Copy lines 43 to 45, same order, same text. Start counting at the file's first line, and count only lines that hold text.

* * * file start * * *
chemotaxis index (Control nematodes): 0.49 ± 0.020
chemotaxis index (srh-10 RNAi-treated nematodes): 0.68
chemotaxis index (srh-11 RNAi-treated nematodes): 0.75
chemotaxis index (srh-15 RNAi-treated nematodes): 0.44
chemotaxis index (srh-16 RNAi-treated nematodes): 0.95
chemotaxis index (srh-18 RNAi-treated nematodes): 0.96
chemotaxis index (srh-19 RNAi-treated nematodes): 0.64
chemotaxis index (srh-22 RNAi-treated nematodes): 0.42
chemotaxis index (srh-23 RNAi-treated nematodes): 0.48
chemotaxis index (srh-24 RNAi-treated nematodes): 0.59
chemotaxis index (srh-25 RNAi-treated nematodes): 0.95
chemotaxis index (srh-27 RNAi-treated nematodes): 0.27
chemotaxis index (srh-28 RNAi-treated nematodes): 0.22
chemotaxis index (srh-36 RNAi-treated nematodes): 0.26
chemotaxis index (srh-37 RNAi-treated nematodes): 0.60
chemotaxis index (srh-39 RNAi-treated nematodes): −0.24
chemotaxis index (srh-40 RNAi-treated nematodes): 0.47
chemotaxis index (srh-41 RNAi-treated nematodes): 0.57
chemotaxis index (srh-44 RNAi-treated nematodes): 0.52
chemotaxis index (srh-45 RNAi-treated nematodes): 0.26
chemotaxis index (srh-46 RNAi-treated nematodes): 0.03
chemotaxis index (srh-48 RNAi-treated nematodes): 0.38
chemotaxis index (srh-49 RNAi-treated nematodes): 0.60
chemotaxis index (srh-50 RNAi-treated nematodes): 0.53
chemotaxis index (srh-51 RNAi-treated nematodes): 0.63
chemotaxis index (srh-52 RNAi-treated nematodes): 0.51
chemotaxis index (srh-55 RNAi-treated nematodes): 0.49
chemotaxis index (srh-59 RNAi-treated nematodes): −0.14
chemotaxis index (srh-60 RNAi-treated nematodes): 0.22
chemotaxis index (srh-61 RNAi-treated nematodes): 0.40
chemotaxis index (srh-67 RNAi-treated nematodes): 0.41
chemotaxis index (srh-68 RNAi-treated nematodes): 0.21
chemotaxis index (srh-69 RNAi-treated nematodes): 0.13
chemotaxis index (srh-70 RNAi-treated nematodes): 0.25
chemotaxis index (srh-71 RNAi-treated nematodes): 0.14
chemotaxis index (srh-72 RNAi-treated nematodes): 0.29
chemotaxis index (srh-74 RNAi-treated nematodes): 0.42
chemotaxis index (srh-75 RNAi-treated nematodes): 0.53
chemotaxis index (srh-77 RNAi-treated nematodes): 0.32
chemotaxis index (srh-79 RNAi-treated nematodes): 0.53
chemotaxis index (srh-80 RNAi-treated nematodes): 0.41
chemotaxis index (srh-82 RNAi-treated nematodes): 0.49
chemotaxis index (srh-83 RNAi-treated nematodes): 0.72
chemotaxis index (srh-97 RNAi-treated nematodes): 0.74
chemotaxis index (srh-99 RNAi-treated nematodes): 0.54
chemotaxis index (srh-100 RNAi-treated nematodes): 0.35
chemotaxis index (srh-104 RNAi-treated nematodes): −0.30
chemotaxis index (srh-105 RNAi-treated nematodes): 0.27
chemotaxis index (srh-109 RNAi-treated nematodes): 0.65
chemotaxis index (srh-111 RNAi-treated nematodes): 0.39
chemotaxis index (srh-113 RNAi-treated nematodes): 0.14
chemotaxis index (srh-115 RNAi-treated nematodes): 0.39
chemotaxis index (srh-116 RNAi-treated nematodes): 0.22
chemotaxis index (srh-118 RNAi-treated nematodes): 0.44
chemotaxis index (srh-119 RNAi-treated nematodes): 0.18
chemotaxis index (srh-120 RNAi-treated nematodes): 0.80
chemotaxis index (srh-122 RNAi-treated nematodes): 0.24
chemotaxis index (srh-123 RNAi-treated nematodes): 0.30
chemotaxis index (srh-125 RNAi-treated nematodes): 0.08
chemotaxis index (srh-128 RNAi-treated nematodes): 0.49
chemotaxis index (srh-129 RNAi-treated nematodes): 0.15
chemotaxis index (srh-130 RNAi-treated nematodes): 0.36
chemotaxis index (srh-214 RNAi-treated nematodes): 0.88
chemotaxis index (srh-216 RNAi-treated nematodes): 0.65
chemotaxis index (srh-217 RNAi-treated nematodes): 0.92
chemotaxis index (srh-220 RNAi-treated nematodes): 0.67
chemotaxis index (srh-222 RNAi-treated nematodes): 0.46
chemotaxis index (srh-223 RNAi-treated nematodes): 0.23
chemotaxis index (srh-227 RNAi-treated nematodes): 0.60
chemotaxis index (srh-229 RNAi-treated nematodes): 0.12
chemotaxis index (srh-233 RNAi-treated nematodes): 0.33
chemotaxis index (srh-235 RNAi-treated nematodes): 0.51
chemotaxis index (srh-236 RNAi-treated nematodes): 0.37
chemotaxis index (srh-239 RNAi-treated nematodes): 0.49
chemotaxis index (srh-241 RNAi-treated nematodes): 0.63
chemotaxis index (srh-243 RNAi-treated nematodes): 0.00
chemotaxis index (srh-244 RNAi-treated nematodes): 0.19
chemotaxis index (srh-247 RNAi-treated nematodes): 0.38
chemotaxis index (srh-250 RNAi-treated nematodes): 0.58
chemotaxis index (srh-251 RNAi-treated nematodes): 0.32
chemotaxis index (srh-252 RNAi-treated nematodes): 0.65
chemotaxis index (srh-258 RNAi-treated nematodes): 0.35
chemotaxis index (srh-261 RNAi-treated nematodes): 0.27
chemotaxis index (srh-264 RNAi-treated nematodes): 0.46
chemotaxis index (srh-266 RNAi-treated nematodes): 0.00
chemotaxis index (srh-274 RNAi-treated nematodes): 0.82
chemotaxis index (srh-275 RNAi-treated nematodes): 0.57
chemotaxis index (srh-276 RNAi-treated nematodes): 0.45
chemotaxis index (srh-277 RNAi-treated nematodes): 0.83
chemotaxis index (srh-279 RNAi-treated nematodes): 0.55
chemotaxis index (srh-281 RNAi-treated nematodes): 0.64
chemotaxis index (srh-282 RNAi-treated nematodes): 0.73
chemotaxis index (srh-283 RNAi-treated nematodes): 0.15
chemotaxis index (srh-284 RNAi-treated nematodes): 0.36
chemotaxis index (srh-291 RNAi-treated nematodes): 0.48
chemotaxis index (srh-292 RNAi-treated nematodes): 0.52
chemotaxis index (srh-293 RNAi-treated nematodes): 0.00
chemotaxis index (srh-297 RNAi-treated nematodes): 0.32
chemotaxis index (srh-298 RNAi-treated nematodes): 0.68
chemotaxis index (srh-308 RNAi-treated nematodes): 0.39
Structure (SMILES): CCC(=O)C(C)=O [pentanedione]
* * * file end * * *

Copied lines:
chemotaxis index (srh-83 RNAi-treated nematodes): 0.72
chemotaxis index (srh-97 RNAi-treated nematodes): 0.74
chemotaxis index (srh-99 RNAi-treated nematodes): 0.54